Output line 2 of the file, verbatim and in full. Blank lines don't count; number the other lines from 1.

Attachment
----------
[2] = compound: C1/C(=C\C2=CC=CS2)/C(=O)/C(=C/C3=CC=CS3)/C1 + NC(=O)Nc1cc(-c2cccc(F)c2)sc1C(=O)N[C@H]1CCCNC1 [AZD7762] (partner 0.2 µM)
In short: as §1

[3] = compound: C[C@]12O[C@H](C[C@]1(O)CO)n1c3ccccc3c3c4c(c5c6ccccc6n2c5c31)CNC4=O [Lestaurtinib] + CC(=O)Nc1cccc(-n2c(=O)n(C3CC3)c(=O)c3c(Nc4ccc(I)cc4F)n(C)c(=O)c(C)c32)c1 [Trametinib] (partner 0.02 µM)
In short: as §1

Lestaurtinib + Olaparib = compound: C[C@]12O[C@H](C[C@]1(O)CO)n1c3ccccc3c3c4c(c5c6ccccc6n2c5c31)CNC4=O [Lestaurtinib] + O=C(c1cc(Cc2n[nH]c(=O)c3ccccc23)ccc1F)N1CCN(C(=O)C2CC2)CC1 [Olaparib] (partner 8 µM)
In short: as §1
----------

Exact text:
In short: as §1